Sharps require special handling and packaging under both OSHA and DOT. Be sure to refer to your state’s guidelines when identifying what items are classified as sharps. There is confusion that often needleless injection devices, heel lancers and retractable or needles destruction technologies are considered sharps as well.
Treating Infectious Waste There are specific methods designed to treat infectious waste so that the contents are no longer a threat to people, the community, animals, or the environment. The guidelines set up for each type of infectious waste involve safety protocols for storage types and safe elimination of anything that may be considered to […] Read More
Infectious Waste Disposal Infectious waste contains contaminants that can be infectious to humans and each type has specific local, state, and federal guidelines for proper treatment and disposal. The laws that are established on the local level may be in addition to the standard state and federals laws. Guidelines have been established to protect people, […] Read More
Infectious Waste – an overview Infectious waste is mostly found in industries that are health-related, however there are a number of other industries that can have infectious waste. Some of these facilities include, but are not limited to tattoo parlors, autopsy locations, funeral homes, experimental and research labs, university cadaver facilities, and veterinarians. Any location […] Read More
Proper Medical Waste Packaging It’s critical to know that beyond federal requirements for medical waste packaging, there may also be local and state laws that are required for compliance. Knowing all guidelines is important for safety as well as to avoid any financial fines. The organization that generates medical waste of all types is responsible […] Read More
Sharps Medical Waste Best Practices Sharps are a special category within medical waste classification and are especially hazardous due to the potential risks for injury which can spread infectious diseases. Sharps are any item used in a facility that can penetrate the skin including, but not limited to hypodermic needles, syringes, blades, lancets, auto-injectors, knives, […] Read More
The Journey Medical Waste Takes Medical waste is defined on many levels and the packaging, care, storage, and disposal is referred to as “cradle-to-grave.” This means that everyone, at every step, is required to comply with state and federal laws for each type of medical waste, and each type has specific guidelines. The facility that […] Read More
What Happens after a Medical Waste Disposal Company Picks Up My Waste? If your organization generates medical waste, you are responsible for ensuring that the medical waste is disposed of in proper and legal methods. Known as “cradle-to-grave,” the accountability doesn’t end when you have a waste management company pick up the waste. This level […] Read More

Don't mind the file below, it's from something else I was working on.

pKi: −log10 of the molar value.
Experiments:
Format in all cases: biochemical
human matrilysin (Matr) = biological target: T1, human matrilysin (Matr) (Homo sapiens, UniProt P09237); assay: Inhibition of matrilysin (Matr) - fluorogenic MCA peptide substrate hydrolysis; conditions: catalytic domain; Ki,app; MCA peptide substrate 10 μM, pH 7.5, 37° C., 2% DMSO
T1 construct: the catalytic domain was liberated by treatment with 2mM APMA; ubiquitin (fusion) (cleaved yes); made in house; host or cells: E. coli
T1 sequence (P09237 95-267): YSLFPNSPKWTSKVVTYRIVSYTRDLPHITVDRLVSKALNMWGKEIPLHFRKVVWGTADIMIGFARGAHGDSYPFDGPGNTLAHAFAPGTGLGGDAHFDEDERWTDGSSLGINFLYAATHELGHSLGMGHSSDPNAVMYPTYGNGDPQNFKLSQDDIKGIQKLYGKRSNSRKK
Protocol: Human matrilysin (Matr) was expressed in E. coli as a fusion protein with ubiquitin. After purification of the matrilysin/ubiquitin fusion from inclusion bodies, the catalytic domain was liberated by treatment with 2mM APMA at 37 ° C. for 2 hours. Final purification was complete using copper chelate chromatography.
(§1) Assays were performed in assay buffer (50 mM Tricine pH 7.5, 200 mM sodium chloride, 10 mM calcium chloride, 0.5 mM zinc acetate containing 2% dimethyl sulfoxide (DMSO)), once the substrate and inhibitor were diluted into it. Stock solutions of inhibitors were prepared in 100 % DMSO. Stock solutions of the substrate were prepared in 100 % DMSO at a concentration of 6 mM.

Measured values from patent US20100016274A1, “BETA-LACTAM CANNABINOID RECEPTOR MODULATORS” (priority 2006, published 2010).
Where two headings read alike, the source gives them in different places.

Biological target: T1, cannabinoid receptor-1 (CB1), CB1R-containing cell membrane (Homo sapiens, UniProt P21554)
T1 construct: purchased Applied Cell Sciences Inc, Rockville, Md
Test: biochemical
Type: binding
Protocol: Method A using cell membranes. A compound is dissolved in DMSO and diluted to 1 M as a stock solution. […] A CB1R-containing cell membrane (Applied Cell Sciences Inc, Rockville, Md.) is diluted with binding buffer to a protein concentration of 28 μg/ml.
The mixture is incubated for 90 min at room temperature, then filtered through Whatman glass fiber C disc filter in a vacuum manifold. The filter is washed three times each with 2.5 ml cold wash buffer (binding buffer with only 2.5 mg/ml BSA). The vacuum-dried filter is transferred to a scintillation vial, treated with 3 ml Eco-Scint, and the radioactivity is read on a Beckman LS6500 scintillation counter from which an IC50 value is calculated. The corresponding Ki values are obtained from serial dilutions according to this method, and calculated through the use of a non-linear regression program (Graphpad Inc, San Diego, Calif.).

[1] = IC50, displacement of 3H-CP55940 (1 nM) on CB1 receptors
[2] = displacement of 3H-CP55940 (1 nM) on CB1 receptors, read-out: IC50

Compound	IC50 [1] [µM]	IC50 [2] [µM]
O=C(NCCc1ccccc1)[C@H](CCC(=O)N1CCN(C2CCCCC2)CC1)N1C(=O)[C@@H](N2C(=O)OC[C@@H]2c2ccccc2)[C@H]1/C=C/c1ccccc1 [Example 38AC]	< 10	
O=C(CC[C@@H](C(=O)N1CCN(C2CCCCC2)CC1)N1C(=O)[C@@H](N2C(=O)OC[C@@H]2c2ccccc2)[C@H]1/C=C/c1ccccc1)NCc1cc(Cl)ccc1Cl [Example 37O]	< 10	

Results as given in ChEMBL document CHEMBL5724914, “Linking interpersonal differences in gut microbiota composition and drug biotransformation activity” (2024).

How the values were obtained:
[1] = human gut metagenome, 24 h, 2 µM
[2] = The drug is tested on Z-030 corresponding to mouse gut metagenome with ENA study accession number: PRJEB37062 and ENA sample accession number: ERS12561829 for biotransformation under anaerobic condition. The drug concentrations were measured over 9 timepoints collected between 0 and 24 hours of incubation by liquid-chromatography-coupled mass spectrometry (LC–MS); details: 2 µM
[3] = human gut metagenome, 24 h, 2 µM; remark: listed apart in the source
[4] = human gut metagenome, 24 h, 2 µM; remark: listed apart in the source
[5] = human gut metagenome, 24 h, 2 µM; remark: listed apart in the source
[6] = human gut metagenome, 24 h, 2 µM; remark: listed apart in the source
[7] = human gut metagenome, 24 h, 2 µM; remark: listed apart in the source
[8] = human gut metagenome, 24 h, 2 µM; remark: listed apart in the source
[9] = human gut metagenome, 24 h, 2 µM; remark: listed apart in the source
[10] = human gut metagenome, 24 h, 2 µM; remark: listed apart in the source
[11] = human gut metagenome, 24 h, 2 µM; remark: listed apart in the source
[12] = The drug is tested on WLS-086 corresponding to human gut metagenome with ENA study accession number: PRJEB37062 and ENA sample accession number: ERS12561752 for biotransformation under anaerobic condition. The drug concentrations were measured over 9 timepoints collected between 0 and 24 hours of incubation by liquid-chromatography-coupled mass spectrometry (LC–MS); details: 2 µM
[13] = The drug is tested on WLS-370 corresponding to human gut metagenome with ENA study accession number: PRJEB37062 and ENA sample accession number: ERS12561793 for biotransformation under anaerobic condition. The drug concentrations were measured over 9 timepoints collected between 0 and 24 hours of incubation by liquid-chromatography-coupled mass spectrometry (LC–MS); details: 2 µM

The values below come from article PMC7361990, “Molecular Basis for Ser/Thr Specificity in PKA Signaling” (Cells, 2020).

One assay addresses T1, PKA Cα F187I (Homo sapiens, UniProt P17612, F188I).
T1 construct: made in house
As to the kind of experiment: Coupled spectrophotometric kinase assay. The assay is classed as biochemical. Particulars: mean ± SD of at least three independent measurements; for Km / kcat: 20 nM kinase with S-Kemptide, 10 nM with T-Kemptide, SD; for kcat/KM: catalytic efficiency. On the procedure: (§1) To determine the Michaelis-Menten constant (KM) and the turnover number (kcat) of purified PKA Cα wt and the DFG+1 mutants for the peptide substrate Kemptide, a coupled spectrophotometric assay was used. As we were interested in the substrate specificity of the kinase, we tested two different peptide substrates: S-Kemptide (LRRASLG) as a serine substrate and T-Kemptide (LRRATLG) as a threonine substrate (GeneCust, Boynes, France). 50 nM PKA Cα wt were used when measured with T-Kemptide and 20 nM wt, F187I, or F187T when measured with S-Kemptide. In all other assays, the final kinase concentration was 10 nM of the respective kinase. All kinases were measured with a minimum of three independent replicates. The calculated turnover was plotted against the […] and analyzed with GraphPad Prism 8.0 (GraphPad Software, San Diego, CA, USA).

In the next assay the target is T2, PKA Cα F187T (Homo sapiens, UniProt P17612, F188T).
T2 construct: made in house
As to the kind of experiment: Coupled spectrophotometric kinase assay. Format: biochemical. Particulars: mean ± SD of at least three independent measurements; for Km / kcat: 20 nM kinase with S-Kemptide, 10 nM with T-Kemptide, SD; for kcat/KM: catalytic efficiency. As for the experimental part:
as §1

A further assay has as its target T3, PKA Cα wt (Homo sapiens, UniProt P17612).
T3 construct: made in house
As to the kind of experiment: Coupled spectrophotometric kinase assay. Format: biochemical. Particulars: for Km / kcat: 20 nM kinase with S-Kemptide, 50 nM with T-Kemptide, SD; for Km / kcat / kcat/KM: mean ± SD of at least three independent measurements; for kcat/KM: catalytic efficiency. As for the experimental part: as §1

Medical Waste Disposal Best Practices During COVID-19 Pandemic The COVID-19 pandemic has presented challenges across the board for the protection against transmission and infection of the virus. While healthcare regulations have long been strict, we are finding that the pandemic has thrown the modern world into almost uncharted territory. Some of the best practices that […] Read More
Compliance Training Any individual in an organization that handles or can be exposed to medical waste is required by law to take compliance training courses as well as updates on the training. The priority of these courses cannot be overemphasized as medical waste can potentially cause illnesses or even death if transmitted as well as […] Read More
Medical Waste Disposal & Dangerous Viruses Medical waste is created in a variety of organizations, including tattoo parlors, dental practices, veterinary clinics/hospitals, blood banks, pharmacies, health care facilities, autopsy, funeral homes, and medical laboratories and research facilities. This form of medical waste in healthcare can be contaminated by body fluids, blood, and potentially infectious materials. […] Read More
Where We Service
We service 10 Midwestern States for Medical Waste Disposal. Those Services and States Include: Indiana Infectious Waste Disposal, Michigan Biomedical Waste Disposal, Illinois Potentially Infectious Medical Waste, Wisconsin Biohazardous Waste Disposal, Minnesota Infectious Waste Disposal, Ohio Infectious Waste Disposal, Iowa Medical Waste Disposal, Missouri Medical Waste Disposal, Kentucky Medical Waste Disposal and Tennessee Medical Waste Disposal.
Reviews From Our Customers
Just a few words from some of our favorite people, Our Customers!
"You guys are great to work with, always helpful when I call or need help. Thank you"
"Cheap & good medical waste removal company. The staff is great and the pick-up is always on time. Thank you!"